Members of NATO are deeply divided over how much they want to participate in the military campaign in Libya. In fact, out of the 28 nations in the alliance, only five are actually conducting air strikes on the North African country, while 13 members (almost half) are offering no support to the mission at all.
Here is a survey of what the nations of NATO are doing (or not doing) in Libya:
Providing no military support: Croatia; Czech Republic; Estonia; Germany; Hungary; Iceland; Latvia; Lithuania; Luxembourg; Poland; Portugal; Slovakia; and Slovenia.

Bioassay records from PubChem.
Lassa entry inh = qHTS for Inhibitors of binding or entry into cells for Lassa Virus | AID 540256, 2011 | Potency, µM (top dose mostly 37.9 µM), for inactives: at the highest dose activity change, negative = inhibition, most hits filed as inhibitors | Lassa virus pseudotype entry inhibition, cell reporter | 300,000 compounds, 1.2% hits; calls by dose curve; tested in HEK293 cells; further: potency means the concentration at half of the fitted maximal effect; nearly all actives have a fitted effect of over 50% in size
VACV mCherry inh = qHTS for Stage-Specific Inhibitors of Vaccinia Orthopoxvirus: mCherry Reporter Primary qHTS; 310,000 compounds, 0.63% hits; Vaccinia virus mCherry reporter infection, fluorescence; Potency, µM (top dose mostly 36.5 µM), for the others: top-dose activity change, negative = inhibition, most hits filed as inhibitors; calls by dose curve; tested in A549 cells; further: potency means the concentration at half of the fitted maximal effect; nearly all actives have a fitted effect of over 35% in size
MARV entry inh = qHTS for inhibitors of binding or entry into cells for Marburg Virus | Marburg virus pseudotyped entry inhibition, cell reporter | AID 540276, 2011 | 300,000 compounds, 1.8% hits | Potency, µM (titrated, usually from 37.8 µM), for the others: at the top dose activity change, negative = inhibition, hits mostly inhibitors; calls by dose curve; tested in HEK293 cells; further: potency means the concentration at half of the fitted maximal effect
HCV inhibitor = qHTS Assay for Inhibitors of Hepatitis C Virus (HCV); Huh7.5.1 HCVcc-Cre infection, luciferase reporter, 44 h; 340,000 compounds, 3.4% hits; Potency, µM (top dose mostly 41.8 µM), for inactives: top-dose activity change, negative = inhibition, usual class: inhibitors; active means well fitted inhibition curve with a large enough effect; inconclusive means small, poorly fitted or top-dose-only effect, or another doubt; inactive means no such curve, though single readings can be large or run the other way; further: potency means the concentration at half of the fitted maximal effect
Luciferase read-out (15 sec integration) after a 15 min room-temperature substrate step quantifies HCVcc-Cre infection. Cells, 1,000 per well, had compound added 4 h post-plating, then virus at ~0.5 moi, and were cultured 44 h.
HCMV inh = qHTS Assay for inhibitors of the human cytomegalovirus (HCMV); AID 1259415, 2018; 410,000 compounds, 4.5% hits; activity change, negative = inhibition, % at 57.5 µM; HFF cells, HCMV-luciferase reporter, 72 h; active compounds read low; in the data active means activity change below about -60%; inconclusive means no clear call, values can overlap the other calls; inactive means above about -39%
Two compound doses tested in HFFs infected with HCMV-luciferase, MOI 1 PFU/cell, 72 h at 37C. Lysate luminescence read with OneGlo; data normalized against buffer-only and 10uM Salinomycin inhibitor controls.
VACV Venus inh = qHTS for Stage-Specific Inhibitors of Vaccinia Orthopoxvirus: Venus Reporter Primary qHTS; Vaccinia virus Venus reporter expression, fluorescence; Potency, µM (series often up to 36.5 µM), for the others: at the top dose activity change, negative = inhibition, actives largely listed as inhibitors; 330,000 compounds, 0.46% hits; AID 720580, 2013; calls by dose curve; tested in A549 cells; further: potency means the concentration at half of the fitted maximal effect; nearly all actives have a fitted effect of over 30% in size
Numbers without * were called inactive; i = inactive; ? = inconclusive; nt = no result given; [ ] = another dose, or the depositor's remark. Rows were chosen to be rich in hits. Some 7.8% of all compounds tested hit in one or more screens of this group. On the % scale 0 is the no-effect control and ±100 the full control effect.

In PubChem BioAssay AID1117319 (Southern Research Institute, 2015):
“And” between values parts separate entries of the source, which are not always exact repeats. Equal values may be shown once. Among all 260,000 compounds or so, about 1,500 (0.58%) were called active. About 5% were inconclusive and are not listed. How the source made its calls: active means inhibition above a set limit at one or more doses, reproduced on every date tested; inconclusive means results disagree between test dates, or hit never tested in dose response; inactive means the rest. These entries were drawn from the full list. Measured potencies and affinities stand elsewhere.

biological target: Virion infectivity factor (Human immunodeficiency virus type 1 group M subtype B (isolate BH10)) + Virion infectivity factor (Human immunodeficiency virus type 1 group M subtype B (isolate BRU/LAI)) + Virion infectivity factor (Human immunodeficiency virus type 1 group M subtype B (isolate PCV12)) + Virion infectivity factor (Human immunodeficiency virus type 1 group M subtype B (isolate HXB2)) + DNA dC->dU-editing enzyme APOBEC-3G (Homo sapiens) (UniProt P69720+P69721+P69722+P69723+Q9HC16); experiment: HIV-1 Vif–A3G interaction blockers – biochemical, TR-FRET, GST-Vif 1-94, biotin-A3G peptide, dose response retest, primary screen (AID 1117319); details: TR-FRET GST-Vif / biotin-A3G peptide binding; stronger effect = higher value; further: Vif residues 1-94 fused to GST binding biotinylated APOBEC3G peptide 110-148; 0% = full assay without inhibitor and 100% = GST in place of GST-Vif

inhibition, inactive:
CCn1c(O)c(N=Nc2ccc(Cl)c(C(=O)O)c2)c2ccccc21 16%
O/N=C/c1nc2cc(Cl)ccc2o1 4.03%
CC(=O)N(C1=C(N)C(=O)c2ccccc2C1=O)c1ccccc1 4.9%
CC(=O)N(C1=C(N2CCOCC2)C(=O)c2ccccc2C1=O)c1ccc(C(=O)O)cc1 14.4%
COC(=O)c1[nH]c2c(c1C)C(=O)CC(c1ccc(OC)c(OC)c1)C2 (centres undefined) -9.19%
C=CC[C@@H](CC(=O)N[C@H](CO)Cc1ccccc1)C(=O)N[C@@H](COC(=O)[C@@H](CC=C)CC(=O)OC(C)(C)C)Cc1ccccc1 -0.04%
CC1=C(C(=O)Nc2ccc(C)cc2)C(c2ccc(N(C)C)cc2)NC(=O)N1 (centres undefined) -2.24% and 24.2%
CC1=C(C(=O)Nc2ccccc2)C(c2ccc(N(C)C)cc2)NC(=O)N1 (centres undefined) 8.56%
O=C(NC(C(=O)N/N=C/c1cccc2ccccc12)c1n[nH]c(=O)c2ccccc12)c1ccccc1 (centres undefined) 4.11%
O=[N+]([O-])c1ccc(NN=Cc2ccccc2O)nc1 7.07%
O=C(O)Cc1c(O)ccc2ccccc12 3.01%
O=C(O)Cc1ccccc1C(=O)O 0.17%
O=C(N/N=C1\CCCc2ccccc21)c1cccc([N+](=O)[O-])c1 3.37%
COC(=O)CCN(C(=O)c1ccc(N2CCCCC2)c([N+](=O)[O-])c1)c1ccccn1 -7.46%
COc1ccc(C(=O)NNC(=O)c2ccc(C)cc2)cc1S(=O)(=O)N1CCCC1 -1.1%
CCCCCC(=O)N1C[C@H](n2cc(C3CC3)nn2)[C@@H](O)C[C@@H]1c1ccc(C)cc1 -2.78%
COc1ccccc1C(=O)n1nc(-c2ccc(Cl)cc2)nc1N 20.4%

Offering modest military support: Albania; Bulgaria; Greece; Romania; and Turkey.
Supplying reconnaissance missions exclusively: Italy; Netherlands; Spain.
Carrying out air strikes in Libya: Belgium; Canada; Denmark; France; Norway; UK; US.
Moreover, only Britain and France have called for an increase in military activities by the alliance in Libya. There is also great opposition to a proposal to arm Libyan rebels, even by countries that are conducting military strikes (including Belgium and Denmark).